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Is Carla Bley a Naive artist? The commercial exploitation of her works notwithstanding, one finds, in the simplicity and recurrence of themes; progressions and forms; and idiosyncratic styleas well as in the peculiar ponderous feel to much of her compositions, self-trained, instinctive approach to music-making and libertarian personalitymany of the same features found in Naive artistry.
While the unicity and originality of her music and longevity in a particularly tough milieu are to be applauded, broader audiences remain somewhat detached from her endeavors, kept afar by a seemingly uninterested attitude she has cultivated towards professional, career-building decisions. The Lost Chords Find Paolo Fresu, released on her boutique label, serves as a good example. After a lukewarm first encounter impressed by the excessive cocktail of quirky, "humoristic" song titles, graphics, liner notes and photos, one fortunately finds enough appealing music to gingerly overturn the unappetizing faux pas.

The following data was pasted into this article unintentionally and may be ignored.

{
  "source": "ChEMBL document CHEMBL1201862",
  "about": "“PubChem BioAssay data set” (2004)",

A sensitive arranger and bandleader with limited instrumental skills, Bley more than willingly yields the floor to fellow conspiratorstrumpeter Paolo Fresu, reedman Andy Sheppard and co-producer/bassist Steve Swallowwhen the time comes to ruffle an otherwise relaxed set (drummer Billy Drummond is here in a merely supportive role). On "The Banana Quintet," the group's graceful sway through the suite's six sections attest of the sidemen's intimate knowledge and profound respect for Bley's truly personal compositional style and pacing.
Much like reactions towards Naive artworks, one either loves or hates Carla Bley's music. That being said, those that do support her diverse projects will probably find enjoyment in this hour of music.
Track Listing: The Banana Quintet: One Banana, Two Banana, Three Banana, Four, Five Banana, One Banana More; Liver of Life; Death of Superman/Dream Sequence #1--Flying; Ad Infinitum.
Personnel: Paolo Fresu: trumpet, flugelhorn; Andy Sheppard: soprano and tenor saxophones; Carla Bley: piano; Steve Swallow: bass; Billy Drummond: drums.
I love jazz because anything is possible; it has few rules and the best jazz breaks those ones. I prefer free improv because it doesn't really have any rules at all.
I was first exposed to jazz in my teens (in the late sixties).
The first jazz record I bought was Filles de Kilimanjaro by Miles Davis, shortly followed by Extrapolation by John McLaughlin.
My advice to new listeners is to listen as widely as possible and not to make snap judgments--stick with it.